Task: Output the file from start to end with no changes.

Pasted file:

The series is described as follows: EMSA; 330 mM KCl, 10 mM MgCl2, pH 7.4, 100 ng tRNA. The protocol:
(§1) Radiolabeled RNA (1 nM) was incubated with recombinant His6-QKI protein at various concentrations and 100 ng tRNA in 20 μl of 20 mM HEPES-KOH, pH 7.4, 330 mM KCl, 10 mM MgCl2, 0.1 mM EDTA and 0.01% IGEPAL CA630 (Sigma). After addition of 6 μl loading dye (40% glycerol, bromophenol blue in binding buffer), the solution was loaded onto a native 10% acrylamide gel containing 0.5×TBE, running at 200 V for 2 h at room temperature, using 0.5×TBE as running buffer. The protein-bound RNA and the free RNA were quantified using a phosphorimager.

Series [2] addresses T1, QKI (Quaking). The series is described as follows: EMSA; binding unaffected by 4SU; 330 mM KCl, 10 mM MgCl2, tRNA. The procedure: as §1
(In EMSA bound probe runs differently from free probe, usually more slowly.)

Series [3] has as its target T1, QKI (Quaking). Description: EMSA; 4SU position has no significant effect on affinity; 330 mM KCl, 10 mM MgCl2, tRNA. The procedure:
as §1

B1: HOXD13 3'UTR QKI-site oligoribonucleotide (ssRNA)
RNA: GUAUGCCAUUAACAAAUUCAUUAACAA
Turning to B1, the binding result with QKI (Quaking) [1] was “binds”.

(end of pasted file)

The series is described as follows: EMSA; 330 mM KCl, 10 mM MgCl2, pH 7.4, 100 ng tRNA. The protocol:
(§1) Radiolabeled RNA (1 nM) was incubated with recombinant His6-QKI protein at various concentrations and 100 ng tRNA in 20 μl of 20 mM HEPES-KOH, pH 7.4, 330 mM KCl, 10 mM MgCl2, 0.1 mM EDTA and 0.01% IGEPAL CA630 (Sigma). After addition of 6 μl loading dye (40% glycerol, bromophenol blue in binding buffer), the solution was loaded onto a native 10% acrylamide gel containing 0.5×TBE, running at 200 V for 2 h at room temperature, using 0.5×TBE as running buffer. The protein-bound RNA and the free RNA were quantified using a phosphorimager.

Series [2] addresses T1, QKI (Quaking). The series is described as follows: EMSA; binding unaffected by 4SU; 330 mM KCl, 10 mM MgCl2, tRNA. The procedure: as §1
(In EMSA bound probe runs differently from free probe, usually more slowly.)

Series [3] has as its target T1, QKI (Quaking). Description: EMSA; 4SU position has no significant effect on affinity; 330 mM KCl, 10 mM MgCl2, tRNA. The procedure:
as §1

B1: HOXD13 3'UTR QKI-site oligoribonucleotide (ssRNA)
RNA: GUAUGCCAUUAACAAAUUCAUUAACAA
Turning to B1, the binding result with QKI (Quaking) [1] was “binds”.